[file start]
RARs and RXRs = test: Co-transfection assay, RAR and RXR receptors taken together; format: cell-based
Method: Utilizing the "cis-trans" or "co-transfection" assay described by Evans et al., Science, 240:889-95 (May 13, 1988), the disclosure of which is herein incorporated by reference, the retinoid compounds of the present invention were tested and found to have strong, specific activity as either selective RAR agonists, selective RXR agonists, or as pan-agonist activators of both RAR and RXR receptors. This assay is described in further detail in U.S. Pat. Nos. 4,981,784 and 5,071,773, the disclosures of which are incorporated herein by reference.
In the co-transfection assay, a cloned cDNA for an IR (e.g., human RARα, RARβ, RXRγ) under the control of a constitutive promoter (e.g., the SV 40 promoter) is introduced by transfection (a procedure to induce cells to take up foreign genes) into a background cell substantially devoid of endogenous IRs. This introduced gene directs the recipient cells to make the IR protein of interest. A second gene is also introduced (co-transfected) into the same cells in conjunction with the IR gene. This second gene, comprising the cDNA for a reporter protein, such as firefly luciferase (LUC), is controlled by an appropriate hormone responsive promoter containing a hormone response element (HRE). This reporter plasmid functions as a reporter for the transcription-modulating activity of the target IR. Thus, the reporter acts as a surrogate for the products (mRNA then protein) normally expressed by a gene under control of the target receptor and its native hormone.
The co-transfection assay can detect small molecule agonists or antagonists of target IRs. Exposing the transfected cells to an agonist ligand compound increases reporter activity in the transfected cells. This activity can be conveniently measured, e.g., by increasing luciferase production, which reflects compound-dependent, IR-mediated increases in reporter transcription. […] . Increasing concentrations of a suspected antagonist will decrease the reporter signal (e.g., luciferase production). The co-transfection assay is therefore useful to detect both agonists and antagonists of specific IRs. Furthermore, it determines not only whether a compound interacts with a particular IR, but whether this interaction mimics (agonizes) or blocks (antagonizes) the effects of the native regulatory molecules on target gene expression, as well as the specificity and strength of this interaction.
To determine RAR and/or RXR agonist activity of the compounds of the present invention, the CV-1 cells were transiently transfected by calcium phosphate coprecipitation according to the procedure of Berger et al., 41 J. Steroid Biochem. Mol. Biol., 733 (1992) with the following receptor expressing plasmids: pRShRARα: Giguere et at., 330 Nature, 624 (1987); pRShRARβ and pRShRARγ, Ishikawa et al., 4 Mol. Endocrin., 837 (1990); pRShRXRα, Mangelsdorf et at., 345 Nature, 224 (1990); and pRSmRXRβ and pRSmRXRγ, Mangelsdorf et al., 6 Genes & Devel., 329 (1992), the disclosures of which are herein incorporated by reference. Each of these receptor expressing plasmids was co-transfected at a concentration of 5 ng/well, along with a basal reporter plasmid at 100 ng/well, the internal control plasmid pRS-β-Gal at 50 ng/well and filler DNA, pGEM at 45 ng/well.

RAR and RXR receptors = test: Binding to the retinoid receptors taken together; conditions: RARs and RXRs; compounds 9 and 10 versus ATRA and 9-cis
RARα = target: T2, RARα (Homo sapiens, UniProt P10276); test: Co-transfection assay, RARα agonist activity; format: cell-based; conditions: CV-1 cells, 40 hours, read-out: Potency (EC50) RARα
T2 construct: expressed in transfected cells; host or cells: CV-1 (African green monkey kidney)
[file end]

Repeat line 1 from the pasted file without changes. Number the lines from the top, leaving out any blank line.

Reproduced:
RARs and RXRs = test: Co-transfection assay, RAR and RXR receptors taken together; format: cell-based